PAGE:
A thrilling new Steampunk fantasy from a talented debut author
TWO GODS-ONE CHANCE FOR MANKIND
In Victorian London, the Whitechapel section is a mechanized, steam-driven hell, cut off and ruled by two mysterious, mechanical gods-Mama Engine and Grandfather Clock. Some years have passed since the Great Uprising, when humans rose up to fight against the machines, but a few brave veterans of the Uprising have formed their own Resistance-and are gathering for another attack. For now they have a secret weapon that may finally free them-or kill them all...
With a hiss of steam, mechanisms inside the walls shot a steel beam across the door as Aaron slammed it and leapt away. Something struck the door from the other side with a deafening impact, and the surface of the steel door bent into an impression of knuckles twice the size of a man's.
Searching his coat pockets for a weapon, Aaron stumbled back into Joseph, who grabbed him by the shoulder and shook him.
"Lad," Joseph cried. "There's no way out!"
Aaron threw off the older man's hand and shoved past him onto the walkway.
"There's always a way."
But there wasn't. Barely visible through the currents of smog and falling ash, the walkway took a sharp, downward twist, ending in a tangle of rent braces. It was a gap of almost thirty feet to the other tower; in between, only hot, stinking wind and a hundred-story drop to the street below.
Joseph moved up beside him and wrapped his white-knuckled ham-fists around the bent rail. "Tell me ye've got some flying machine in them pockets of yours, lad," he said between clenched teeth.
Another impact cut the air as Aaron frantically dug through the many pockets of his greatcoat. His fingers closed over lenses, tools, dynamite, compasses, devices for measuring pressure and voltage, and a dozen other objects whose function he could not remember just then. Nothing that could provide a crossing. With a shock of realisation, he willed his hands still.
"It was here," he said. "I checked on it just an hour ago."
"Bugger all." Joseph slammed one fist down on the rail and looked up into the muddy sky. "A damn dog deserves better," he said. Then he bent forward and began to pray quietly.
Aaron struggled to control his suddenly rapid breath. "There's a way, Joseph. I just need to think."
"Not every problem falls to thinkin'" was the reply.
On the next impact, one of the bolt's fittings popped loose from the wall and the door fell open an entire inch.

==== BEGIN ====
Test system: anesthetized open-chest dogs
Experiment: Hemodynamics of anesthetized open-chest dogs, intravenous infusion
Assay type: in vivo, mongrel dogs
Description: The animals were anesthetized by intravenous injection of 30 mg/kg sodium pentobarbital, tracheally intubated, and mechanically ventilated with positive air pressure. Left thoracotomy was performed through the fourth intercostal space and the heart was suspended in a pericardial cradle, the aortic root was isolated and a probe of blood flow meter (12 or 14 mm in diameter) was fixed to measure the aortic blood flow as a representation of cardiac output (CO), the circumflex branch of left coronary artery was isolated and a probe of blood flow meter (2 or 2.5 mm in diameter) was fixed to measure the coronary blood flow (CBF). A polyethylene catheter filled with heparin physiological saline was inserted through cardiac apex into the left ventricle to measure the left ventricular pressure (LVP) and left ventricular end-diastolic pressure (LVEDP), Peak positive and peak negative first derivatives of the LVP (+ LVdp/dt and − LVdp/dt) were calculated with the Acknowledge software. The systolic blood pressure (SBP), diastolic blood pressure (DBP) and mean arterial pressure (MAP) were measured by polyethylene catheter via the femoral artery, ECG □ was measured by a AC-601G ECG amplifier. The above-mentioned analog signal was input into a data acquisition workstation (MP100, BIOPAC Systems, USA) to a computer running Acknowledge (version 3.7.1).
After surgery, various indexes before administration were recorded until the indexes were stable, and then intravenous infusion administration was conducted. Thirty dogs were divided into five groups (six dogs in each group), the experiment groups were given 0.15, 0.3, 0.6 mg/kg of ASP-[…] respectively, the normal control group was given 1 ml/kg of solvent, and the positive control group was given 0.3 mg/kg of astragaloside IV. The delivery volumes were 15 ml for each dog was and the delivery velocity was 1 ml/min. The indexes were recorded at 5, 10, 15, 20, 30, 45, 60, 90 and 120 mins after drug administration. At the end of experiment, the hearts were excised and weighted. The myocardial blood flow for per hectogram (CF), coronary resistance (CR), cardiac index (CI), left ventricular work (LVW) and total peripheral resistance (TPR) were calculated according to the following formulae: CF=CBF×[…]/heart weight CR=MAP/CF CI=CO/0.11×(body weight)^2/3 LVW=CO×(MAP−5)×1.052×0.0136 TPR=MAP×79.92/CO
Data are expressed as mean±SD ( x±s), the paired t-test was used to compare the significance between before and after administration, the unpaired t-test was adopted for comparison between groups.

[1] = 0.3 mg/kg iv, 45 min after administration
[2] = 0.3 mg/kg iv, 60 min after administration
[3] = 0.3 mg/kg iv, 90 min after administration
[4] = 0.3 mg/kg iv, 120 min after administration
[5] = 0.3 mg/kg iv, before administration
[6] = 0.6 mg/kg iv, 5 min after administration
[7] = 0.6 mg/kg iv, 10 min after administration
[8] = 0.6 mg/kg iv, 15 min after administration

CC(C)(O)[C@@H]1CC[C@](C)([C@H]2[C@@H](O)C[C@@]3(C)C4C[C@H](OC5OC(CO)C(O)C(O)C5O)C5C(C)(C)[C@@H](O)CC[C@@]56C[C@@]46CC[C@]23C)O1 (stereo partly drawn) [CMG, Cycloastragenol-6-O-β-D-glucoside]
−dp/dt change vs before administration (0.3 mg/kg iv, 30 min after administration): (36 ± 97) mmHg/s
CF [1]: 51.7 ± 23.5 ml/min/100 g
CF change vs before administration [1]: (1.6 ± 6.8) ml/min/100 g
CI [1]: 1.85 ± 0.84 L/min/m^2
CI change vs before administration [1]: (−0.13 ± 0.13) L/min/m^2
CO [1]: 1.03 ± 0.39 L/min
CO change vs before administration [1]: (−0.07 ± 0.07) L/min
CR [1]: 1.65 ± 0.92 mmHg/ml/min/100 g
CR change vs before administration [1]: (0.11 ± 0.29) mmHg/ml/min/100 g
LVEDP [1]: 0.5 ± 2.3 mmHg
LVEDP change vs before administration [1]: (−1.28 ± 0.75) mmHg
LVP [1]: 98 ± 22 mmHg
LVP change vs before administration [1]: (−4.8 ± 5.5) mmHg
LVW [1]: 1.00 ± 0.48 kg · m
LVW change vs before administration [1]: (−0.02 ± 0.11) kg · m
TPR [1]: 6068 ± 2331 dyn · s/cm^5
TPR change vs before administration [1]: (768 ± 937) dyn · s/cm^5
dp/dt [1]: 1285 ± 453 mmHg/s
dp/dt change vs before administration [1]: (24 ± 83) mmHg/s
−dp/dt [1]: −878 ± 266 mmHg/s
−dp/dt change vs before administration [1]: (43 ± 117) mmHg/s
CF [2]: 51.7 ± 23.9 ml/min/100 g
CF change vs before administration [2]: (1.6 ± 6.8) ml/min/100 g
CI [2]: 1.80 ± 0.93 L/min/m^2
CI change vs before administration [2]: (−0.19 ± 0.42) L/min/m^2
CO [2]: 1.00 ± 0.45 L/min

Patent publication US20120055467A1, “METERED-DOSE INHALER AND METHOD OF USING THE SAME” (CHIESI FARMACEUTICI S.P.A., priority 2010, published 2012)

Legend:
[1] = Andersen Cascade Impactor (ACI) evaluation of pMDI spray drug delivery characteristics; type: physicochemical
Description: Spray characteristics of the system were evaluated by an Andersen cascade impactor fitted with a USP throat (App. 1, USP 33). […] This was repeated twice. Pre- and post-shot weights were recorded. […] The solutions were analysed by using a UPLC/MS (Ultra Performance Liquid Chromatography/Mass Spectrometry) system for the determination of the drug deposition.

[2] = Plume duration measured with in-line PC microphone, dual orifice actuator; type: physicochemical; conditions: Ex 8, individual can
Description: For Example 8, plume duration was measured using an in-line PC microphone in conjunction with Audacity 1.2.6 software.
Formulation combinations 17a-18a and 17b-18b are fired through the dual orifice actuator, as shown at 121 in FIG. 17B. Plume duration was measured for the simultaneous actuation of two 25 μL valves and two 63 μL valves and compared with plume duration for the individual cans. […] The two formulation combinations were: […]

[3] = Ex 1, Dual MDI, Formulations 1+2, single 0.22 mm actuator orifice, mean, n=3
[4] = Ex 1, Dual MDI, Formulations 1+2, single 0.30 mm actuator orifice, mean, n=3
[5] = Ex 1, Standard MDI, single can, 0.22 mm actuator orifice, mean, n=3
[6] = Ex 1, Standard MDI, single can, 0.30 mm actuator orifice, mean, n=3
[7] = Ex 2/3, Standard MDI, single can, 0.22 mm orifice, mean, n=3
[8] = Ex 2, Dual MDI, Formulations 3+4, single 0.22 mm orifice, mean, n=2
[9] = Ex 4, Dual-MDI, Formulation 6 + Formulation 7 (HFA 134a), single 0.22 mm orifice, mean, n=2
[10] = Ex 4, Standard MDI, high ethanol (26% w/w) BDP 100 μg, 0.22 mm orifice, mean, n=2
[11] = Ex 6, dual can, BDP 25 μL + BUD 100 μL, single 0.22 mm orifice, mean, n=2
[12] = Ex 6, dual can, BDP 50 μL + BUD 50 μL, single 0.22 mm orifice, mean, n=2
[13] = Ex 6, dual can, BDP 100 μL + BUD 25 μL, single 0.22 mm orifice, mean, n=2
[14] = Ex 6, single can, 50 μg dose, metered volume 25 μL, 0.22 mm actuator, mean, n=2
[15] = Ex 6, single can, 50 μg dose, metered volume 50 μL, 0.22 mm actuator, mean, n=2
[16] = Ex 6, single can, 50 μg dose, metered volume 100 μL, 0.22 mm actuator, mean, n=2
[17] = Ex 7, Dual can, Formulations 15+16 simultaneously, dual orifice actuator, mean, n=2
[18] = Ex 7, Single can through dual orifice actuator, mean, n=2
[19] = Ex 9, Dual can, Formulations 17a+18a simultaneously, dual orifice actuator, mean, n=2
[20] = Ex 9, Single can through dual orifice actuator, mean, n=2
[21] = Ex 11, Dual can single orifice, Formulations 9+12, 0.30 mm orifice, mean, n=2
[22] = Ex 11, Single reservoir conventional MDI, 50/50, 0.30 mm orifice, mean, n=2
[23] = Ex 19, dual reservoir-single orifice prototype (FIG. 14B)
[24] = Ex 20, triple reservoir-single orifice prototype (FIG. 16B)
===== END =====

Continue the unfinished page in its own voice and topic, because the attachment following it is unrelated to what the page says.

"If it had been any other walkway..." Aaron looked to both sides, where similar walkways stretched between the two hulking buildings.
"Aye, but it isn't," Joseph said, drawing a heavy army revolver from his jacket pocket. "I think it's time ye made yer peace, lad. Let's make a fight of it."
"One cannot fight the Boiler Men," said Aaron, suppressing the chill in his stomach and wishing he hadn't sounded so certain.
"We'll see" was Joseph's reply.
Trembling, Aaron withdrew a tin box from one of his pockets. He unscrewed the lid and looked at the thin coiled strip of paper inside. Coded letters ran its length in small type.
A boot sheathed in iron slammed into the bottom corner of the door, folding it up like tin. Unblinking electric light spilled from the hole onto the walkway, mingling with the hazy glare from the towers above.
Aaron quickly screwed the lid back onto the box and wished he'd had the time to decode it. He withdrew a stick of dynamite and a pack of matches, conscious that the walkway was too small to escape the explosion when it came.
How many times had he been told that he must be ready to die for England?
How many times had he told others the same thing?
He readied a match and waited.
There must be a way...
The air shuddered as a blast of steam exploded through the hole in the door. It struck Joseph first and the Irishman's scream cut the night. As the white cloud crashed over him, Aaron threw his arms in front of his face. Too late: the steam swept over his hands and head, scorching every inch of exposed skin. The pain drove him to his knees. He crawled blindly towards the walk's edge, where he pitched his head over the end and took a laboured breath of the foul Whitechapel air, collapsing into a fit as the ashes and grit sanded his raw lungs.
He heard the door pop loose from its hinges with one final strike and felt it clatter to the walkway, and he realised they would never escape.
There's a way…
Aaron's eyes quivered open. He spotted Joseph's twitching form through the dissipating steam and dragged himself towards his friend. His raw fingers tore on the walk, a sting even more painful than the fire all over his skin.
Aaron grasped Joseph's sleeve. "There's a way!"
Joseph's eyes streamed tears as he cried and screamed. Aaron shoved the tin box into Joseph's hands and forcibly closed the old man's fingers around it.
"Aaron!" Joseph said. "I can't get up! I can't…"
Aaron shoved the tin closer to the man's chest.
"You can take it back," he choked out. "Find someone who can read it."
Without waiting for an answer, he planted his foot on Joseph's chest and shoved. The other man let out a yelp before rolling backwards off the walk and into space. In seconds, the grey of Whitechapel's smog swallowed him, though his muted scream echoed from the towers for some moments longer.
The pounding of iron-shod feet shook the air. Aaron stared down after his falling friend, crying freely.
You'd probably want me to die on my feet.
Aaron slung one arm over the bent railing and hauled himself up. He turned to the monstrous shapes silhouetted in the doorway's glow. The gaze of those cold, glass eyes made him shriveled and small, and he found he could not stop shaking.
He wished he'd chosen a different walkway. He wished he hadn't lost the matches. He wished he'd done a thousand things differently.
The Boiler Men reached for him with iron hands and he wished most of all that he wasn't about to die.
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